In the strawberry fields documentation, there is the Fock() operation that can be used in the Fock backends. In real hardware, what are the limits of this Fock initialization (e.g. how high of a Fock state can you create, within reason)?

Hi @jange , I think it will largely depend on the hardware. I don’t have a specific number to give you but I’d suggest looking for papers that talk about using large Fock states.

Sorry I don’t have more information!

Hi @jange ,

Here’s a really good explanation from my colleague Eli.

In optics, to generate Fock states using just Gaussian operations and photon counting, the easiest way is to prepare a two-mode squeezed state, then to measure one half with a photon counting measurement. This will prepare the same number of photons in the corresponding mode since the two-mode squeezed state is maximally entangled in the Fock basis.In practice, there are several limiting effects to the ability to prepare high Fock states:

- the level of squeezing in the two-mode squeezed state dictates the probability distribution of higher photon numbers. The photon nubmer probability distribution tends to an exponential decay with the level of squeezing, so to generate high Fock states you need a lot of squeezing, which is hard.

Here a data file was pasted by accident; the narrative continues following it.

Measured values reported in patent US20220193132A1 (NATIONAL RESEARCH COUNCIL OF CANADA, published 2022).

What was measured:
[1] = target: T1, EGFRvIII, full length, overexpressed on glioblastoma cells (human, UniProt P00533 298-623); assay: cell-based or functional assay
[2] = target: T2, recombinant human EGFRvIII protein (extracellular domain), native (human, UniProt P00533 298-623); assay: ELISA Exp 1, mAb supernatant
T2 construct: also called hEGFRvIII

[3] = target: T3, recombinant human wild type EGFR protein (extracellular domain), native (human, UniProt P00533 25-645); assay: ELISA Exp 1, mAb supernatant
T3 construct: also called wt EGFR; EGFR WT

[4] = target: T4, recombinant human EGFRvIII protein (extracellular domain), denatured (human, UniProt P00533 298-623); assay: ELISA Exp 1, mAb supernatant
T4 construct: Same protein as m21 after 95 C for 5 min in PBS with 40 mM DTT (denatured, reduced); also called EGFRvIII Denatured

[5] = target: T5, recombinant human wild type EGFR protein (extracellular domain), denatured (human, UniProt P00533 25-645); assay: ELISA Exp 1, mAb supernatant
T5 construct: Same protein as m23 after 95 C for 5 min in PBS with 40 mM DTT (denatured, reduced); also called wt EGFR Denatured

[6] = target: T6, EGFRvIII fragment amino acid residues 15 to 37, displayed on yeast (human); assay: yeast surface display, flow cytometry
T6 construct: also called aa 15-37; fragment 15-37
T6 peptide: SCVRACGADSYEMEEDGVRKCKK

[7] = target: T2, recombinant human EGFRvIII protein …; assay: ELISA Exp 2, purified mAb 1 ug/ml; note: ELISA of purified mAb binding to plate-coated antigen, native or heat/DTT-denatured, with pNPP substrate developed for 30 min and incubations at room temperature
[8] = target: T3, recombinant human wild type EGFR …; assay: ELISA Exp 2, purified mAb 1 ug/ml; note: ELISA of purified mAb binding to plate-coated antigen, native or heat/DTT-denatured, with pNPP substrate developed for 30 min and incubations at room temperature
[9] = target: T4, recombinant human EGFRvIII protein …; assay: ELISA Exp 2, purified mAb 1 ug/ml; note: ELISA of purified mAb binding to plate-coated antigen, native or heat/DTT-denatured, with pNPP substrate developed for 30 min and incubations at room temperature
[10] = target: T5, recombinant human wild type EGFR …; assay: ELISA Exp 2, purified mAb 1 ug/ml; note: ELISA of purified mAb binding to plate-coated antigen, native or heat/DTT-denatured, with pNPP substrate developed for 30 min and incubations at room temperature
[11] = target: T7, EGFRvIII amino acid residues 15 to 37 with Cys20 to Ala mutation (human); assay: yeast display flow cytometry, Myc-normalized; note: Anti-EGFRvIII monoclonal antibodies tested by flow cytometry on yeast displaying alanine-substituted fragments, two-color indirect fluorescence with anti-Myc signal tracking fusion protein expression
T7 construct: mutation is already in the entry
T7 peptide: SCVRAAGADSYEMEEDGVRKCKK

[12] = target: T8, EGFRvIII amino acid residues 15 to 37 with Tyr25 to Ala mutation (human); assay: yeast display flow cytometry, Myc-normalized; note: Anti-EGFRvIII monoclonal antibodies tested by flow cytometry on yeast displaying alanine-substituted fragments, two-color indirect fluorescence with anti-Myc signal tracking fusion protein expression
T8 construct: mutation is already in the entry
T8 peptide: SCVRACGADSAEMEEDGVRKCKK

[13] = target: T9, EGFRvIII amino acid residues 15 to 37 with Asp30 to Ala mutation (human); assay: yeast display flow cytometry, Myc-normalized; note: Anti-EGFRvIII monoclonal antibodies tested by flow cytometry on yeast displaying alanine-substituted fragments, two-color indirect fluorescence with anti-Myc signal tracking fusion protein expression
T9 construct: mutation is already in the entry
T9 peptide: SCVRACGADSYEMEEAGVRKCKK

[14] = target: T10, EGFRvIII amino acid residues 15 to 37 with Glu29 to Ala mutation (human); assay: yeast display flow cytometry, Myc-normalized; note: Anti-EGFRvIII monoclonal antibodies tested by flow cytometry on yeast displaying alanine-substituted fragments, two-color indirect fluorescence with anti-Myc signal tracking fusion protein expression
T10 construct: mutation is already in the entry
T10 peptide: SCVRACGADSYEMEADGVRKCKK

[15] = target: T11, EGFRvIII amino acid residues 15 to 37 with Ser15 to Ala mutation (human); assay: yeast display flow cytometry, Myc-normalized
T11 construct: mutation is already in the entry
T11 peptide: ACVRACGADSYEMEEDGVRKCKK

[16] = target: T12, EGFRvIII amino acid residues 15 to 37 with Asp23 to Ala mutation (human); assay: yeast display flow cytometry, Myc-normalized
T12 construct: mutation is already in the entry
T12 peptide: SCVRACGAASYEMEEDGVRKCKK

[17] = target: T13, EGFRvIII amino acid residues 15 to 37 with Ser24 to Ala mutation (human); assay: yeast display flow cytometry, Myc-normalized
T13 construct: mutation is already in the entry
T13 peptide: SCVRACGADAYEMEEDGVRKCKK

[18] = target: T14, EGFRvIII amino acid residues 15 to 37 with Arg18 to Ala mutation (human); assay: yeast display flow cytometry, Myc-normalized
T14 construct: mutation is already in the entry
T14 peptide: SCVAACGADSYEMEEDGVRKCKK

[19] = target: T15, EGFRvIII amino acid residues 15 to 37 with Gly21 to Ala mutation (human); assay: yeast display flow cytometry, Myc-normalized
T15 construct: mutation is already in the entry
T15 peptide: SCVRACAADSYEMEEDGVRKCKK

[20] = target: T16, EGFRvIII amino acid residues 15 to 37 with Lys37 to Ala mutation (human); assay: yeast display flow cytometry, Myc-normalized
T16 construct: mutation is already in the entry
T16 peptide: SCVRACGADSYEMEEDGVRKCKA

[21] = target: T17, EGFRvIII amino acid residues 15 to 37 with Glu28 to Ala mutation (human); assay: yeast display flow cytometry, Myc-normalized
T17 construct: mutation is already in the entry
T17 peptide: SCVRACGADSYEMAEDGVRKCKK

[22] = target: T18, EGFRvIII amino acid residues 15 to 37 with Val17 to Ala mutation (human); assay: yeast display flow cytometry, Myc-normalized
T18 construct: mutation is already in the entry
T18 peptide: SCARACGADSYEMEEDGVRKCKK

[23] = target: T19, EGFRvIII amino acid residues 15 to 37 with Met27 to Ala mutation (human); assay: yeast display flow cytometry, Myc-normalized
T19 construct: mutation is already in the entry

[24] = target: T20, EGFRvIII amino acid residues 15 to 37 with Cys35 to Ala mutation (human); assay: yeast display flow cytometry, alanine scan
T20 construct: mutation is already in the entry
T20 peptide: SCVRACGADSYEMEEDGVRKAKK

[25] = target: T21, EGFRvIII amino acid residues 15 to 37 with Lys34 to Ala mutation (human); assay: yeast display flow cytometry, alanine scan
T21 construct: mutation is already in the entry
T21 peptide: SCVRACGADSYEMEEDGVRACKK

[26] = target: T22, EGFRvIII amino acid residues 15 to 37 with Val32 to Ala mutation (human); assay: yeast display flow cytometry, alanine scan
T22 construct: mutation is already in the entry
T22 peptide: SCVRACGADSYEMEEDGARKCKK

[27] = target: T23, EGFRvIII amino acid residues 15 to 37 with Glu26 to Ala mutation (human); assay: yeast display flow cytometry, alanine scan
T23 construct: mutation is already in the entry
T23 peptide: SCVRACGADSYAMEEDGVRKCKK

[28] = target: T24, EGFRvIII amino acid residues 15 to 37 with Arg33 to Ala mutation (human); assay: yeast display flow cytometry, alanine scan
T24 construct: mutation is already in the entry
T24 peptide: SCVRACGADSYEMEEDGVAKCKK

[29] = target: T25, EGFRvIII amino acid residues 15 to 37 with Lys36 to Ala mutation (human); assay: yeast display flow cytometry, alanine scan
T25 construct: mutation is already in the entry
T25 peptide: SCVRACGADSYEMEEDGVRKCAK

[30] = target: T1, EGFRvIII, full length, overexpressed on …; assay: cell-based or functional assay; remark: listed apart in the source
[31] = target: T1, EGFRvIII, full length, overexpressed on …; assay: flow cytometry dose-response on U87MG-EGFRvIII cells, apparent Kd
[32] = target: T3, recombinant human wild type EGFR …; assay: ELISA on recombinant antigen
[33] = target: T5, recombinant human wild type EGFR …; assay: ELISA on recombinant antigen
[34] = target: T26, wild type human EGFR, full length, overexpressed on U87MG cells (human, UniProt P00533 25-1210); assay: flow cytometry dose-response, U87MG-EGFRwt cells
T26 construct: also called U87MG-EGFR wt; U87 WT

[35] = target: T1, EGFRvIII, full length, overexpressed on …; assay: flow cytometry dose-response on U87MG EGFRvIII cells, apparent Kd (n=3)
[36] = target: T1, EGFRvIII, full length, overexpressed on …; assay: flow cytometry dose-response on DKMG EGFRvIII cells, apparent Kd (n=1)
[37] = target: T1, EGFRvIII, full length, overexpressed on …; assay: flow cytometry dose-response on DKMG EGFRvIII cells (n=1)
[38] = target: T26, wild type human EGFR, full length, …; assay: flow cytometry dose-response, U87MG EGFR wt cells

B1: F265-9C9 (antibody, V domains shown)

- to maintain the maximal entanglement, you need to have as pure a state as possible, i.e. reduce photon loss and other mixing effects. This is also hard.
- how you generate the two-mode squeezed state (directly or with two single-mode squeezed states) will affect the purity of the state, and in turn how correlated the state is in the Fock basis.
- to generate a pure Fock state in the unmeasured mode, you need to perform a perfect photon counting measurement on the measured mode. The measurement device is limited by imperfections too — inefficiency, mischaracterization of the photon outcome due to electronic noise, saturation at higher Fock numbers, etc.

All this to say, it is very dependent on multiple pieces of hardware. What I’ve described is also just for probabilistic schemes based on two-mode squeezing in optics, as opposed to quantum dot sources or microwave optical systems.